If there’s one thing that annoys me in Internet Explorer more than anything else, it’s that there is no way to re-open a tab once you’ve closed it. It’s especially annoying when you’ve done a lot of browsing so you have to sift through your history to find the link for the page you closed.
If you are the type of person that restarts your computer all the time, you are probably really worried about speeding up your bootup time. Unless you get paid to watch the Windows boot screen. I wonder how well that would pay…
Let’s face it, not everybody is an ubergeek, so there are many times that you’ll need to ask somebody for help. They always seem to ask you to type things into the command prompt and then tell them the results… but how do you copy that text to the clipboard so you can email it to them?
You might be concerned with squeezing every last bit of performance out of your machine, or may have compatibility problems between Aero and an application that you are running. Either way you are looking for the simplest way to disable Aero while running that application, and this is it.
The Windows command prompt (cmd.exe) has always been known for being underpowered compared to Linux, but have you ever noticed that to view the output of a long command you have to resort to the mouse to scroll?
In the interests of exposing all of the secrets in Windows Vista, I’ve decided to explain how to create a shortcut that turns on or off the transparency in Windows Vista. I don’t find this especially useful, but I’m sure it will be relevant to at least one of the readers.
Has it ever bothered you that there isn’t an obvious way to remove the previous items in the Run box in Windows? It’s often very useful, of course… but if you are just a little bit paranoid you might want to clean out that list on occasion.
The default behavior in Windows when connecting to a domain is to cache the domain credentials locally so that they can be used to login even when the domain isn’t available. You can set this value to 0 in order to disable logons to the computer while not connected to the domain.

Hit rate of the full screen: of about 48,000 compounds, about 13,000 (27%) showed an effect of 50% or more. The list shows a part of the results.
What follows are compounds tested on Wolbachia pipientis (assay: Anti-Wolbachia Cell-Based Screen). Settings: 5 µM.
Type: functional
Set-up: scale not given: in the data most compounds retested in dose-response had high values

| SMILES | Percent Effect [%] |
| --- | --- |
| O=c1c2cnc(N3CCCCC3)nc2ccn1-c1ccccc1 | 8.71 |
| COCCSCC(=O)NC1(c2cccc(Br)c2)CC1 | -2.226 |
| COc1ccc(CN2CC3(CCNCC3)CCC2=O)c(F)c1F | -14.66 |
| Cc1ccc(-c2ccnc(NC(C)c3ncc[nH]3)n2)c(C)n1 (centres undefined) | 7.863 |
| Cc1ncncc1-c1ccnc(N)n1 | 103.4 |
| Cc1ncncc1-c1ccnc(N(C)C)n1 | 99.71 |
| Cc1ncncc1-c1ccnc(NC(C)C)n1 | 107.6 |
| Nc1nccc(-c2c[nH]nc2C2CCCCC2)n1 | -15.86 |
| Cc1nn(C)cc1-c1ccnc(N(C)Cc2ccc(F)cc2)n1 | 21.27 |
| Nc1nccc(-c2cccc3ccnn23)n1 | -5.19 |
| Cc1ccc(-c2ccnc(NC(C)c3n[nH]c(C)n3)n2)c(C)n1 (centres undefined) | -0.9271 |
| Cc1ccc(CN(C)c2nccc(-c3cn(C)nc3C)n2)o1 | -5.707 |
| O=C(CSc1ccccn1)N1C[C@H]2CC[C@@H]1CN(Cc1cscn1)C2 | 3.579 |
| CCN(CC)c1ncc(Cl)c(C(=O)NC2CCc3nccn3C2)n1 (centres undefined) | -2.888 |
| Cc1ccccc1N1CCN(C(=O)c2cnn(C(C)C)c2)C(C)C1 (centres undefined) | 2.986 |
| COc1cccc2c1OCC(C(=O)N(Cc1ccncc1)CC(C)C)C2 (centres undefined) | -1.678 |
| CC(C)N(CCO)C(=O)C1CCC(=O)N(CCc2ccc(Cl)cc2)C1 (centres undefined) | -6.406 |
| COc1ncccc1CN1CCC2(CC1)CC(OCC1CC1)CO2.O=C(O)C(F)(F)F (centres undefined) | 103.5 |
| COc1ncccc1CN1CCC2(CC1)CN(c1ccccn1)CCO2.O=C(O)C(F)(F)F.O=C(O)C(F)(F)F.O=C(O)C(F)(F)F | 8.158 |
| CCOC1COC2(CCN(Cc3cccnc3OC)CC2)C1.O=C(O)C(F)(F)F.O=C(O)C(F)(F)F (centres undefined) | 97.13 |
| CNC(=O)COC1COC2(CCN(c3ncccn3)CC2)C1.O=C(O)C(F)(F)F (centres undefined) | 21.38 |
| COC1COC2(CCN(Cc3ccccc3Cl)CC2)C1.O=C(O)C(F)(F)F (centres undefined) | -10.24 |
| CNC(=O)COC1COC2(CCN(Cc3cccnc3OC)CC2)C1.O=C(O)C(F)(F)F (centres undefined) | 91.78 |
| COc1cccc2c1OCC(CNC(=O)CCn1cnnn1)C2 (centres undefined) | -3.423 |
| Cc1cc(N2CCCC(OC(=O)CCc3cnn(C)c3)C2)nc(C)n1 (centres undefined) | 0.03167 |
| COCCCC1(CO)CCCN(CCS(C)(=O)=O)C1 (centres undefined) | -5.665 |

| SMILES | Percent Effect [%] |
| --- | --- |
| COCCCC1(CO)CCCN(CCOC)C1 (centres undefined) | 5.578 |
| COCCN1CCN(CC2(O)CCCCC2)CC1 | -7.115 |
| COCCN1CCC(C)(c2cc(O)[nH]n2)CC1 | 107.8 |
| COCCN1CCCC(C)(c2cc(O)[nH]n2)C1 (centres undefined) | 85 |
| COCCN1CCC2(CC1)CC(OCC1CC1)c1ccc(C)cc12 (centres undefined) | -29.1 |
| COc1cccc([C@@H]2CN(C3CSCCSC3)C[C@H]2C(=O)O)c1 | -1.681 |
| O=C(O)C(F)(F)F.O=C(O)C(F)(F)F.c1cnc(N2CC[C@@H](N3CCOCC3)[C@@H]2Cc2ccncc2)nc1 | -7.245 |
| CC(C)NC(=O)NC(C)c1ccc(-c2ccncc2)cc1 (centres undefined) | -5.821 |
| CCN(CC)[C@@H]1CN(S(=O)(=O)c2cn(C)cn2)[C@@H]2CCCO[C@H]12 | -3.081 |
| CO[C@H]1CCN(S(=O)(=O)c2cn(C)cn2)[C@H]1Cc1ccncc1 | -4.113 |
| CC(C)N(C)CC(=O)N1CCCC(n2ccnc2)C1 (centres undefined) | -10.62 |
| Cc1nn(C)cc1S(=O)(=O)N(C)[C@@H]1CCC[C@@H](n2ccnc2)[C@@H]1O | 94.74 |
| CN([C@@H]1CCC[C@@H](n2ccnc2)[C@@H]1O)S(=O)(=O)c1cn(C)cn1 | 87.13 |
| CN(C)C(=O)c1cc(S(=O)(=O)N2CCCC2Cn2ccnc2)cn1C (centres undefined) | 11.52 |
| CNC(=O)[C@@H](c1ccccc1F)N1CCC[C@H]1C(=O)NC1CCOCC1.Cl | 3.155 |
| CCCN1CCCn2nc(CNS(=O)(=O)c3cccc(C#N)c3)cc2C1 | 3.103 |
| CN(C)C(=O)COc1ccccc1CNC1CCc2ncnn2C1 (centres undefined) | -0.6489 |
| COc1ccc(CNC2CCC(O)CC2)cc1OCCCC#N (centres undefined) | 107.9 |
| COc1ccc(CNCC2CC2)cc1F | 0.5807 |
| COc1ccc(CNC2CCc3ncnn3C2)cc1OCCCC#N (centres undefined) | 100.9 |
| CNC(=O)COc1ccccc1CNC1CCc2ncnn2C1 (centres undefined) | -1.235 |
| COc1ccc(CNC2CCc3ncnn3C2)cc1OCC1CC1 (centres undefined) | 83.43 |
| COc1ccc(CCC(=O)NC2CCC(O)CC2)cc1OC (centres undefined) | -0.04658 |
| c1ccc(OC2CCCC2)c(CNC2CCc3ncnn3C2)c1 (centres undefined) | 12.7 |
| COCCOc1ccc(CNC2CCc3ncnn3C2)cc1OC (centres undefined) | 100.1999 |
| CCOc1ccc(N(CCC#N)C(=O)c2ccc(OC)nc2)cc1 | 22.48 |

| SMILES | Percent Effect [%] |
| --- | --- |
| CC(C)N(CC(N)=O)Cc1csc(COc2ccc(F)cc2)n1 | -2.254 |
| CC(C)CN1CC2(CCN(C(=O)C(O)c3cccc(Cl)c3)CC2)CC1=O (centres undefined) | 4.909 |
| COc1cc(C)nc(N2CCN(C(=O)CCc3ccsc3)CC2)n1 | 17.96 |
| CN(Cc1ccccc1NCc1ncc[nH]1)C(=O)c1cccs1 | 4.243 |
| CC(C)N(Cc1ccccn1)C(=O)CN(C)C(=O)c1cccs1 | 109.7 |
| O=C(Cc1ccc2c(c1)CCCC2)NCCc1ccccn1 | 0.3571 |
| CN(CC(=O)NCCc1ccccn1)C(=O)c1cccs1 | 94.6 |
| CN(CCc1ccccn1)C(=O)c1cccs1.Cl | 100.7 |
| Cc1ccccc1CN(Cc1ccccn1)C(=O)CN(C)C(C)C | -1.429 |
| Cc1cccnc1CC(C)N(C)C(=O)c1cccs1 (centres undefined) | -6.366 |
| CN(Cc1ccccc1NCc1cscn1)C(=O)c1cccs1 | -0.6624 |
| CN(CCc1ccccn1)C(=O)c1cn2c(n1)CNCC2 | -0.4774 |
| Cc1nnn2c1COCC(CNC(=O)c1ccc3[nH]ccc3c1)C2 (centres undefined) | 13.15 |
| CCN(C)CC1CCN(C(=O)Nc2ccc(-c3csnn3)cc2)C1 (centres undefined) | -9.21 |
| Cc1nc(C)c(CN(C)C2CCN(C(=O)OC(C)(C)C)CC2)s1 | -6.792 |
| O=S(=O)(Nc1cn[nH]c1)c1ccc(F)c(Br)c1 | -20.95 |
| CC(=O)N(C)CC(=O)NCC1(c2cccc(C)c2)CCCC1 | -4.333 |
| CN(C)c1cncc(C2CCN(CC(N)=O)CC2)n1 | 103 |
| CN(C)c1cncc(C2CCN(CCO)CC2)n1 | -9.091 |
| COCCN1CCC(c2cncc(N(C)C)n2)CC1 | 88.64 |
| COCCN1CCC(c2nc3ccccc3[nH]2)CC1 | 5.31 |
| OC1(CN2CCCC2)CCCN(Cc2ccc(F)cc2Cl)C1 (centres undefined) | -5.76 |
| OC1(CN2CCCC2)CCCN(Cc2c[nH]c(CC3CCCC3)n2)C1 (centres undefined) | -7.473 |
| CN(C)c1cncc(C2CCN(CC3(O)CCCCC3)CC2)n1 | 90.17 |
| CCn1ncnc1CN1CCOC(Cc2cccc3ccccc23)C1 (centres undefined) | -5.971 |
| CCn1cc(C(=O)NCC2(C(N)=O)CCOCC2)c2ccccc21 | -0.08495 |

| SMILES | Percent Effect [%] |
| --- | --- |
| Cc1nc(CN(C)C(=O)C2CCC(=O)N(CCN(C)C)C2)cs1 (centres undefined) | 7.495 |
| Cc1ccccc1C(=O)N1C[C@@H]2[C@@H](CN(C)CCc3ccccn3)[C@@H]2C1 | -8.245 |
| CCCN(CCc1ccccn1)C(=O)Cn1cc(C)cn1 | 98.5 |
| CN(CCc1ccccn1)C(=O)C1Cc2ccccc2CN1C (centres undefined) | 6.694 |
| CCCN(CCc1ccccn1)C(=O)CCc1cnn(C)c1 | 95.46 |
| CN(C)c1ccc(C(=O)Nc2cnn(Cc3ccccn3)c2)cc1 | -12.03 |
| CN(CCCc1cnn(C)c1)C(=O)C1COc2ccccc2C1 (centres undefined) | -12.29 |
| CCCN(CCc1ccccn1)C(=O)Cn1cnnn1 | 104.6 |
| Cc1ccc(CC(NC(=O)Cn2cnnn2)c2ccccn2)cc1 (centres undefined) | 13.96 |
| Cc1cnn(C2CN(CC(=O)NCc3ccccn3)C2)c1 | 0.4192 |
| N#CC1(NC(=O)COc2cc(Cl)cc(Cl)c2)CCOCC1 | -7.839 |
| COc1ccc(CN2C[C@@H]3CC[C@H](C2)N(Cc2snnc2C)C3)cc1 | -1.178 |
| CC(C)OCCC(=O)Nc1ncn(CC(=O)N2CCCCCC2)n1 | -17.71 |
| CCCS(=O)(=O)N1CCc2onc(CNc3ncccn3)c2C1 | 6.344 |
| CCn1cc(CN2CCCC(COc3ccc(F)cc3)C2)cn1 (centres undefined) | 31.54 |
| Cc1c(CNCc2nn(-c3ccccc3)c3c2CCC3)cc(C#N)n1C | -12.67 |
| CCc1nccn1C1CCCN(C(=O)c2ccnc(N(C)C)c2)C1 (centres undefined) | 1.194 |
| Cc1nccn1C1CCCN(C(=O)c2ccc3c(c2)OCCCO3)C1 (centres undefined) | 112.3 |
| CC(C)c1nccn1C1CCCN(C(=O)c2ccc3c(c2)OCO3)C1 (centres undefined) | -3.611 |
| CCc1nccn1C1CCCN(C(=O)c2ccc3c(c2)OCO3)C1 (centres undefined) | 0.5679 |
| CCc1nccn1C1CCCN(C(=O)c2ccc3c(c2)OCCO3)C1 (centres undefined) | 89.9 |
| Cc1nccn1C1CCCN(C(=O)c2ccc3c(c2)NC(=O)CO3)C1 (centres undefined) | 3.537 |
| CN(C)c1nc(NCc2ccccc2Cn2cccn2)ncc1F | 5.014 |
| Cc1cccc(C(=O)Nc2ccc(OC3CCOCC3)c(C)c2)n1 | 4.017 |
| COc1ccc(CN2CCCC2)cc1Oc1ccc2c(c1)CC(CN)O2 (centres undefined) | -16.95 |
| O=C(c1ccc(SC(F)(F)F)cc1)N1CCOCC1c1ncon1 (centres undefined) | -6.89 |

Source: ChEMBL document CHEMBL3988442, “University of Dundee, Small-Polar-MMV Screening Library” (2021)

When you spend a lot of time in front of your computer, the annoying beeps start to drive you mad after a while. I really don’t need to be told that I hit the wrong key anymore, so I’ve compiled a list of how to turn off all the system beeps in Windows XP.
Have you ever had an issue where you continually get DNS errors while trying to browse, but another computer on the same network is working just fine? The problem is most likely that you need to reload your DNS cache on that machine.
If you are running out of space on your primary drive, you’ve probably considered moving your data to a second drive, but the built-in folders such as Documents are all located inside your user directory by default. Luckily Windows Vista provides a simple way to move these folders without causing any problems.
Have you ever tried to download more than 2 files from the same website and noticed the third download doesn’t start until one of the prior two are done? The reason for this is that the HTTP 1.1 spec says that only two connections may be allowed at a time, so your browser adheres to that limit.